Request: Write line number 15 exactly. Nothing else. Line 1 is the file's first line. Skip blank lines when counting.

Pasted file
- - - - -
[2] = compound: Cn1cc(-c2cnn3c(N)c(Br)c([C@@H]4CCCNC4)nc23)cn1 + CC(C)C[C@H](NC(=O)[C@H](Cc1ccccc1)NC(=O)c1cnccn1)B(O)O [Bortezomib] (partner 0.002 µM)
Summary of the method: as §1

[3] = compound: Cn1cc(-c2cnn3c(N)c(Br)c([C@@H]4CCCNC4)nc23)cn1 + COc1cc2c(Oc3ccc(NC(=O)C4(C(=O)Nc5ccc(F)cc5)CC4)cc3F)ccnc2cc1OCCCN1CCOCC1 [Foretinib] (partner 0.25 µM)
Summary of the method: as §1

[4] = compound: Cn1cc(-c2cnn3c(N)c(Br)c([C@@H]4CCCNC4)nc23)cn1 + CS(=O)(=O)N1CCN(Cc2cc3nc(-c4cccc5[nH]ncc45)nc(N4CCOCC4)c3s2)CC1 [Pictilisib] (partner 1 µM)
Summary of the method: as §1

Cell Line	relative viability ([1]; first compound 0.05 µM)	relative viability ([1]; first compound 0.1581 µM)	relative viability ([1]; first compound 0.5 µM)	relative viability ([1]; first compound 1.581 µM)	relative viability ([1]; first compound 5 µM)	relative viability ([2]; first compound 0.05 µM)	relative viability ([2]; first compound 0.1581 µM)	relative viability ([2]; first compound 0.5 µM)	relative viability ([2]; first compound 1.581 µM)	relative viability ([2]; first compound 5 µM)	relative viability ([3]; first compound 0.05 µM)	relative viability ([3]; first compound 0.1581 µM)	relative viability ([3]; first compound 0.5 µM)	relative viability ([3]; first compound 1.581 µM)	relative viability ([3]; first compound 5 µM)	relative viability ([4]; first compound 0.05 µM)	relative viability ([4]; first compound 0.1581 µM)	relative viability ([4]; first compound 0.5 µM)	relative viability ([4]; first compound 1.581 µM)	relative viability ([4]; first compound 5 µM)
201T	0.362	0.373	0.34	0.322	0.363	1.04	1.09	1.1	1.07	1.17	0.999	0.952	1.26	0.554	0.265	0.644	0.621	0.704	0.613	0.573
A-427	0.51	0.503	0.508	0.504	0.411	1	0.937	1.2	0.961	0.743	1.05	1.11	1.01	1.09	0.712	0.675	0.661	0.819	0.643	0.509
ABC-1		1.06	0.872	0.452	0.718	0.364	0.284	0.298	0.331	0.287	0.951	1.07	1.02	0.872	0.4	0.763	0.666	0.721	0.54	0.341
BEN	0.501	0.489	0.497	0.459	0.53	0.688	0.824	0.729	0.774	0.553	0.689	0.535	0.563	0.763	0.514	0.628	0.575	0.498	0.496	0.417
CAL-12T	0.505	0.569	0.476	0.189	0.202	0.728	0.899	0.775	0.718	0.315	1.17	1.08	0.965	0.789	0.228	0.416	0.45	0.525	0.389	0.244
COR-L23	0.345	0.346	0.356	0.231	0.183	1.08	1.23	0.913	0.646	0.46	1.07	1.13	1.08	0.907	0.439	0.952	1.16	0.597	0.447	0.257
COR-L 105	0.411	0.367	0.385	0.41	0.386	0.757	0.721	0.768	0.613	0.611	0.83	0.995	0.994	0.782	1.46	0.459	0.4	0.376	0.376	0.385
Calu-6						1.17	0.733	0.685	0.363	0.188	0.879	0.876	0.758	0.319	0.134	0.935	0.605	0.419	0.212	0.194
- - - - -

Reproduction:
Calu-6						1.17	0.733	0.685	0.363	0.188	0.879	0.876	0.758	0.319	0.134	0.935	0.605	0.419	0.212	0.194